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Home Learn The dangerous cult of calorie cutting - how some are eating less than a 7 year old for the perfect post-lockdown body


The dangerous cult of calorie cutting - how some are eating less than a 7 year old for the perfect post-lockdown body

When the roadmap announcement was made in February, we instantly saw a surge in searches for diets and weight loss tips on Google, as Brits rushed to shed those lockdown pounds in preparation for being out in the world again.

We decided to investigate this trend further, to see how we’re trying to lose weight and what our common diet methods are. The results of our research were enlightening and somewhat disturbing, as we discovered that an alarming number of Brits are eating fewer calories per day than what’s recommended for a 7-year old!

Here’s exactly what we found when we surveyed 2,644 British adults:

  • 80% are currently trying to lose weight in time for restrictions lifting in May
  • Of those currently dieting, the majority of women (92%) and a third of men (35%) are eating below the recommended daily intake of calories for a 7-year old (1,530 and 1,649 calories a day respectively)*
  • Two in five women surveyed said they are currently eating less than 1,200kcals a day – putting themselves at serious risk of health issues in the process**.

The NHS recommends that men consume 2,500 kcals and women consume 2,000 kcals*** on a daily basis, in order to maintain a healthy weight. When it comes to wanting to lose weight, our registered nutritionists recommend that to diet safely and sustainably you should reduce your calories between 10% and 20% initially.  

However, some of the most popular diets in the UK, take a much more dangerous crash-course approach and in some cases see participants consume less than 900kcals/day – creating a huge 65% calorie deficit to the recommended intake.

To find out which diets were currently most popular in the UK, we took to Instagram to find out which ones were receiving the most hashtags. We then asked our survey participants to record their daily calorie intake if following one of the top seven. Here were the average results we found.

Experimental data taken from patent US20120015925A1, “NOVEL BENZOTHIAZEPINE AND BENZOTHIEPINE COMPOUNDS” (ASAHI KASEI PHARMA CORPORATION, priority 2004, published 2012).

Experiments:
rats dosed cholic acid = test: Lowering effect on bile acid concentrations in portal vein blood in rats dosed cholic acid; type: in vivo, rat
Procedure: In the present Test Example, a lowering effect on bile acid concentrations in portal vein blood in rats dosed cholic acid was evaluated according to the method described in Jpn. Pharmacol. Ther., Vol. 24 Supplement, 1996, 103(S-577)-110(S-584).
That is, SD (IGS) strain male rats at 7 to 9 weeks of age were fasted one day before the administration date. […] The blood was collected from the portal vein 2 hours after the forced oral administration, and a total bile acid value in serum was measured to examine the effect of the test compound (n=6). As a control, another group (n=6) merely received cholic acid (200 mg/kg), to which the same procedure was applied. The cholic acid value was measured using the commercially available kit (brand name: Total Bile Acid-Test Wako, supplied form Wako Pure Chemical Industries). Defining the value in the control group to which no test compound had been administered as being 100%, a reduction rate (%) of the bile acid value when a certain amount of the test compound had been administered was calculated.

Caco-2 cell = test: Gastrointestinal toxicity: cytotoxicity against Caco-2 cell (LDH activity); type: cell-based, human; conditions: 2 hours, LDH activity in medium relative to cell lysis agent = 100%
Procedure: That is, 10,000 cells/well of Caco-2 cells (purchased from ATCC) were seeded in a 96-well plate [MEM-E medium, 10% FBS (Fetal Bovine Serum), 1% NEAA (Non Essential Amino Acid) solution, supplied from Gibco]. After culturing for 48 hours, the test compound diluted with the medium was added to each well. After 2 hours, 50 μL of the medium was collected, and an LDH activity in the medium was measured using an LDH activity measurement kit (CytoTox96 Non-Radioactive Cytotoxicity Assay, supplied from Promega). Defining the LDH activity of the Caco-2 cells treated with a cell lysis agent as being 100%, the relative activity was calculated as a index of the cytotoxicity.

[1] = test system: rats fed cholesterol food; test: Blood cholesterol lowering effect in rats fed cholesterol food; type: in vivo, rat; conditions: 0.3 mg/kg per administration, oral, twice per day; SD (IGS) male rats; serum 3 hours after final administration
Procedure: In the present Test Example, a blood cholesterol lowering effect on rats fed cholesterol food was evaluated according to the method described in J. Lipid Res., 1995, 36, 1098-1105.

1. Slimming World - 1,670kcals
2. Herbalife - 1,308 kcals
3. Weight Watchers - 1,500kcals
4. Slimfast - 1,245kcals
Huel - 1,290kcals
6. Exante - 979kcals
7. BoomBod - 876kcals

To help you find out how many calories you should be eating each day and how much you can safely cut out to lose weight, use this handy calculator:

Social media is clearly having a big impact on dieting, as four fifths of our survey respondents (79%) said that it is now their main source of diet information and inspiration, with Instagram the most popular platform, followed by Facebook and TikTok.

Social media diet trends are also having a bigger impact on younger generations, with our survey finding that those under the age of 25 were the most likely to be consuming the least amount of calories in an attempt to lose weight as quickly as possible.

Losing weight quickly is dangerous, and not recommended by our nutritionists. It can lead to nutrient deficiencies that could result in hair loss and fatigue, gallstones, muscle wastage and dizziness – no matter what age or gender you are****.

Feel Nutritionist, Lauren Craven-Niemczyk (NTDip mBANT rCNHC) said,

“It’s not news that many of us have put on a couple of pounds over lockdown, and with the end of the restrictions in sight, many Brits are looking to lose weight over the next few months, before the country opens up once more. At Feel we’re all about promoting health and happiness, and if someone is wanting to budge a few pounds then we think it’s important they do it in the safest way possible.  

“Unfortunately our society and social media feeds are full of crash diet promotions, which often result in some nasty side effects as well as unsustainable and short-term weight loss. Restricting calories is a legitimate way of losing weight, however like with everything moderation is key, and it was startling to discover how much people are restricting themselves by. 

“We hope that by sharing our results, Brits will reassess how beneficial their diet is, with their main goal to feel happy and confident come the summer time, without putting their body through months of malnutrition.”

** https://www.health.harvard.edu/staying-healthy/calorie-counting-made-easy

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About the author
Katie Hipwell - Katie is an AfN Registered Nutritionist (RNutr) with a specialism in food and is Head of Nutrition at Feel. Katie has worked in the food supplement industry for 10 years. She has completed a Master's degree in Human Nutrition and an undergraduate degree in BSc Sport and Exercise Nutrition.
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